Heavy weapons include 81 mm and 120 mm mortars coming from Lashio where Artillery Command #902 is based and from Taunggyi where Artillery Command #903 is based. Sources however were still unsure if 105 mm howitzers were also used against them.
Fresh infantry battalions were also listed among the attacking Burmese forces: Light Infantry Battalions (LIBs) 17, 114 and 115 from Nawng-Khio, for instance.
They were the result of the failure of the air force to bomb rebel positions on 13 July, according to the sources. “Our positions were so close to each other, bombing us wouldn’t have failed to endanger their own people,” said a field officer. “Also when the Burmese units used smoke to mark their ground positions, our troops were quick to do the same thereby effectively confusing the pilots.”
The fighting since 10 July has been centered around Nampook, a key Burma Army base at the junction of motor roads from Mongyai, Kehsi and Monghsu. The SSA North main base is roughly half way between Nampook and Monghsu (50 miles).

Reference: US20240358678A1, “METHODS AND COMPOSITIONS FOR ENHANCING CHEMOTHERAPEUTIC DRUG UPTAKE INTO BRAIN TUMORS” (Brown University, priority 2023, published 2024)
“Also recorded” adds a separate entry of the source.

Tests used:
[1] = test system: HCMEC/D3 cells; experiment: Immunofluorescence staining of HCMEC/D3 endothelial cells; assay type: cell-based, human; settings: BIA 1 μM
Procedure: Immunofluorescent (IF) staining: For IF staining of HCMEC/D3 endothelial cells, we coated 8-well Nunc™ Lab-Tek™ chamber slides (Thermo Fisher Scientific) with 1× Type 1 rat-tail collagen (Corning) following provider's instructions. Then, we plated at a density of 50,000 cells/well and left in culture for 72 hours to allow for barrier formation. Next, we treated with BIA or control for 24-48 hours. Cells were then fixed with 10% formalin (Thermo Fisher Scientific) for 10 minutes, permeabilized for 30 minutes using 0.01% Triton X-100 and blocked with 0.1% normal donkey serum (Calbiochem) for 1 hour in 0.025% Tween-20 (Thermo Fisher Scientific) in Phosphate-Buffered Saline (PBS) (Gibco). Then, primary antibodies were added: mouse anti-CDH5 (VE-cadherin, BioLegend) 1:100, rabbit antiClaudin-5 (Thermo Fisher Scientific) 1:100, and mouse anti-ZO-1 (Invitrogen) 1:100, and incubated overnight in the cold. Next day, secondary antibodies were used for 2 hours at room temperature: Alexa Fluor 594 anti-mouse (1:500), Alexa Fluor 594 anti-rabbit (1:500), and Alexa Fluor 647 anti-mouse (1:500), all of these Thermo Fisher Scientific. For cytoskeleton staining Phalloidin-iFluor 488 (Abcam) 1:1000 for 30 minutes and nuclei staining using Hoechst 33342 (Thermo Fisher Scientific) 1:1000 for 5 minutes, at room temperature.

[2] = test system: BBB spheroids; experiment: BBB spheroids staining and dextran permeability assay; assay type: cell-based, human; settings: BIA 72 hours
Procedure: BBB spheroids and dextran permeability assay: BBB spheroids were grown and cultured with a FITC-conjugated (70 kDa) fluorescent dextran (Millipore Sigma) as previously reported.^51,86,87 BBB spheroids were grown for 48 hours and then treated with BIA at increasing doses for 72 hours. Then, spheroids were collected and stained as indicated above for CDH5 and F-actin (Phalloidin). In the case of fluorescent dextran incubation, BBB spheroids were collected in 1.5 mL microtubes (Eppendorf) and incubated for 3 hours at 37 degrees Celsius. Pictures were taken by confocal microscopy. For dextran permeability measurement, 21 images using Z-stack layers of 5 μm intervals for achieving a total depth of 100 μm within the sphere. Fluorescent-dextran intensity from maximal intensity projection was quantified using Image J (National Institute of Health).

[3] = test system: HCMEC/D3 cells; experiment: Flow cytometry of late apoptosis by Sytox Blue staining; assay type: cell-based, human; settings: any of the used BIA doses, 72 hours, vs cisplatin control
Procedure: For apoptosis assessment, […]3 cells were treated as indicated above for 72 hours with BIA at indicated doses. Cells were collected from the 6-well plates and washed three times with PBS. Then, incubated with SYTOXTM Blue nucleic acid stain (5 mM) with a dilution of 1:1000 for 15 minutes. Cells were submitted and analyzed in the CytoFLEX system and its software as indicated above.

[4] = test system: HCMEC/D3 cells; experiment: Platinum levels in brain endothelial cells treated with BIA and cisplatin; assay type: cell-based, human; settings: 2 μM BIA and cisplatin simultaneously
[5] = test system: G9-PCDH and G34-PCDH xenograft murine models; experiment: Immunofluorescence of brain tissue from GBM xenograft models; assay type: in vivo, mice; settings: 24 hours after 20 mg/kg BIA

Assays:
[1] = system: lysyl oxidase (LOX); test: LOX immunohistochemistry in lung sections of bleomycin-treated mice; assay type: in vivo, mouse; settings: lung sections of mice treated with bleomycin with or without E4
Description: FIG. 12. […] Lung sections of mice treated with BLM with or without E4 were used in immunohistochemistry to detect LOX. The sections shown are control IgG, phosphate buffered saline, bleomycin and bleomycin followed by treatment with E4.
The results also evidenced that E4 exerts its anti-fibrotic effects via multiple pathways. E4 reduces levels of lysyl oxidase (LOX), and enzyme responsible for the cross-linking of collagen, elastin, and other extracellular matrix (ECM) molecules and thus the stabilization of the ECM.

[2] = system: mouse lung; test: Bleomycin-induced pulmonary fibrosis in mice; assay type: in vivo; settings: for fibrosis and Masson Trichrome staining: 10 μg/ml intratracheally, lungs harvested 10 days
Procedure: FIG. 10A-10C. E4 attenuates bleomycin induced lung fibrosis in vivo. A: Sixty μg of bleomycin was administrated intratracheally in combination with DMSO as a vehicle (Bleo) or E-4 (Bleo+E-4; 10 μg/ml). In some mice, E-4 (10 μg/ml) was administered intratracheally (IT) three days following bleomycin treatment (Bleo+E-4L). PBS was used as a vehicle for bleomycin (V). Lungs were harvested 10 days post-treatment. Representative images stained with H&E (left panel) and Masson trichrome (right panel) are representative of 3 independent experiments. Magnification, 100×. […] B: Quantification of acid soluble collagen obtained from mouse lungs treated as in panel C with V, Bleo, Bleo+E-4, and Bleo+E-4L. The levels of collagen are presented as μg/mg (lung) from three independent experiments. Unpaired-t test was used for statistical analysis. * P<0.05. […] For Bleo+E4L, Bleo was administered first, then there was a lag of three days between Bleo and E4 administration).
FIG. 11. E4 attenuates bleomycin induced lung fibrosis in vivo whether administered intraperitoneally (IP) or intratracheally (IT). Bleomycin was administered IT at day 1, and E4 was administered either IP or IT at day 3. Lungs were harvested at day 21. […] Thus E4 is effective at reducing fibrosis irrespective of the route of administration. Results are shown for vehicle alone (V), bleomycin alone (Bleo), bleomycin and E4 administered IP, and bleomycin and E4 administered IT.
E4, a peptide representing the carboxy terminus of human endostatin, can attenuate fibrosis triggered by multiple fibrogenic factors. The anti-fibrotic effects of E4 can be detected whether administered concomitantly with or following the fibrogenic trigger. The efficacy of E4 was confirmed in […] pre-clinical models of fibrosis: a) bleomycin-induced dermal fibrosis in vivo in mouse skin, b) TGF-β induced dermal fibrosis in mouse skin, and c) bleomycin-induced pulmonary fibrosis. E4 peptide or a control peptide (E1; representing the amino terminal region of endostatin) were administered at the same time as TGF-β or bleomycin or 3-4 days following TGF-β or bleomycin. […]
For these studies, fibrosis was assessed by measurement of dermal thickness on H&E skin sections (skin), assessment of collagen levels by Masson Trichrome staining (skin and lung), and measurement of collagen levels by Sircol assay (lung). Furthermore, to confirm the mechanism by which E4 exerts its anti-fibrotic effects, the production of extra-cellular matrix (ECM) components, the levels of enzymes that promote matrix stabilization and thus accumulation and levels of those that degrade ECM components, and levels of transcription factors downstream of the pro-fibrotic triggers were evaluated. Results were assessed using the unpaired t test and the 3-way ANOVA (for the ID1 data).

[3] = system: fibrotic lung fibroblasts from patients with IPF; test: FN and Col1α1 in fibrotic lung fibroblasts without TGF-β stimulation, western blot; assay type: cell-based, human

Casualties have been heavy, according to civilian sources in Kehsi. “Civilian vehicles are being commandeered to transport supplies, ammunitions and reinforcements to the front and casualties on their way back,” said a bus driver.
At least 20 villages in the battle zone are deserted except for a few villagers who are working in their monsoon paddy fields. “One village, Wan Merd, was caught by an enemy shell that overshot the mark and a number of them were injured,” said a Shan fighter.
The Shan Nationalities Democratic Party (SNDP), the party that emerged second in Shan State in 2010, will be submitting a report on the situation of civilians caught in the crossfire to request relief assistance to them, according to SNDP sources.